It is easy to feel lazy or lethargic in the heat of summer. Some days the thought of dragging yourself to the gym or the yoga studio is the last thing you want to do, even though you know it will make you feel better. If your youthful enthusiasm is wavering and your upbeat mood is suffering, you might find that just a few minutes of doing the right thing is all you need to get your energy back.
The following are three yoga and martial arts inspired exercises that are sure to bring your mood from drab to dynamite, plus give you a youthful and positive frame of mind.
This yoga pose can be practiced anywhere, and at anytime of day.
Stand tall, raise your arms up overhead, and take several powerful deep breaths. The fresh oxygen that will be coursing through your veins will refresh your brain. Standing in this pose energizes your core, your arms, and your legs, so take advantage of it whenever you can. (more…)
Attention high school teachers! Do you find yourself rushing to yoga after school to help you deal with the stress of being around teenagers all day? Perhaps you do, and you go because you know after an hour of yoga you will feel better, calmer, and have more energy for an evening of grading papers. It is generally understood that after practicing yoga, your mind will be clearer and as a result, you won’t stress over the little things that would otherwise bog you down and wear you out.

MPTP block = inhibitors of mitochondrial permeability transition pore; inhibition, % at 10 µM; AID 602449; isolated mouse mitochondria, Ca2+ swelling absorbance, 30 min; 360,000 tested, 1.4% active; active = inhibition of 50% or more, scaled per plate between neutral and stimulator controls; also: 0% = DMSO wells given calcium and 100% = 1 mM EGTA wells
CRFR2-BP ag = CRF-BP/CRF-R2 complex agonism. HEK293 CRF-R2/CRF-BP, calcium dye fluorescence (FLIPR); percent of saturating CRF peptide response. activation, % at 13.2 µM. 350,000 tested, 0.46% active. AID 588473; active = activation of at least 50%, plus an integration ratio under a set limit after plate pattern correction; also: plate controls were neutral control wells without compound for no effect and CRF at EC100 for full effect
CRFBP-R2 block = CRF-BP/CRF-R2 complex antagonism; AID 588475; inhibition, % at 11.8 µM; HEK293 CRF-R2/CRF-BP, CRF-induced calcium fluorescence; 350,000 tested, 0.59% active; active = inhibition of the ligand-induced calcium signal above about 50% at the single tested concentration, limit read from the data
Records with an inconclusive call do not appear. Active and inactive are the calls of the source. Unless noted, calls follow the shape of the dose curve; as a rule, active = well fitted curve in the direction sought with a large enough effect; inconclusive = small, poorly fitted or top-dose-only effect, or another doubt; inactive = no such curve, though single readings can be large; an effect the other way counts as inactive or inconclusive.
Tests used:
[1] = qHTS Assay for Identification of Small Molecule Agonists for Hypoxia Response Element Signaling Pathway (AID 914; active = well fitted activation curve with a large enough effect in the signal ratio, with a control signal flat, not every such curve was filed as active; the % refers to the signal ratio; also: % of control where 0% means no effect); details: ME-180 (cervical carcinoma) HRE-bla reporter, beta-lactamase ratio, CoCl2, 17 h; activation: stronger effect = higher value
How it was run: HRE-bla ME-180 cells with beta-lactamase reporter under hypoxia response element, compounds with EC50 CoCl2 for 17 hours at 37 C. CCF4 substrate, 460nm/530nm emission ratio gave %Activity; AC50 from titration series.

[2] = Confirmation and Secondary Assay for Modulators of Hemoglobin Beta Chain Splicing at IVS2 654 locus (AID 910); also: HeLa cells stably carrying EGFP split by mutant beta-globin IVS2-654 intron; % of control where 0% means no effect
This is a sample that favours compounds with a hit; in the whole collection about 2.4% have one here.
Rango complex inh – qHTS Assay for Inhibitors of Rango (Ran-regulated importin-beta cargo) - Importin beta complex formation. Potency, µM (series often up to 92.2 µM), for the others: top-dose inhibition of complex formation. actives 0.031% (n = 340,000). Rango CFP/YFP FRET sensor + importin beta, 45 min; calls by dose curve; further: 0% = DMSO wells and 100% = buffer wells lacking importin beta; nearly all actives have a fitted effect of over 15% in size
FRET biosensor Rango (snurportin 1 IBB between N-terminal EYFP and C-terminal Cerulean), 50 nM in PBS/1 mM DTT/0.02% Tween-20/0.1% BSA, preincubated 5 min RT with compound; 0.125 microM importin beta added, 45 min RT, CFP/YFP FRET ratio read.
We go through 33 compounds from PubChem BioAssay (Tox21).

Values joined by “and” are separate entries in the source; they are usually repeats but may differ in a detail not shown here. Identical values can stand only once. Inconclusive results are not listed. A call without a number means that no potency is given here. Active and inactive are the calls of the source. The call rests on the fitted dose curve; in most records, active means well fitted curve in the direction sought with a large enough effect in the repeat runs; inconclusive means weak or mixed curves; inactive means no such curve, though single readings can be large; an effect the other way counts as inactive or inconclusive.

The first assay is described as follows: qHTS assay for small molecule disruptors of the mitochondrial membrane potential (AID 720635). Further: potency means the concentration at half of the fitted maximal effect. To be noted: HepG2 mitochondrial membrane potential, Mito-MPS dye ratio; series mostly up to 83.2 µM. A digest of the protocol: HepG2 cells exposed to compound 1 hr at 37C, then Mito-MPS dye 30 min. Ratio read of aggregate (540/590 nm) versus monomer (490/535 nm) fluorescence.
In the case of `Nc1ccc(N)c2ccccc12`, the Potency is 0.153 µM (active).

But if you are stressed from being around teens all day, how do you think the teens feel after constantly being around each other? Peer pressure, hormones, social anxieties and low self-esteem are all components that contribute to having a high level of stress.
The Society for Developmental and Behavioral Pediatrics recently piloted a study to determine the psychological effects of yoga on high school students. Led by Jessica Noggle of the Harvard Medical School in Boston, the results of the study concluded positive benefits of yoga on teenagers.
For ten weeks, one group of teenagers participated in regular physical education classes, while the other group practiced Kripalu yoga; a style of yoga that consists of yoga poses, breathing exercises and meditation. Prior to the start of the PE or yoga program, and after ten weeks of attendance in class, students completed a run of psychologically focused tests. Testing included measuring states of anxiety, tension and mood.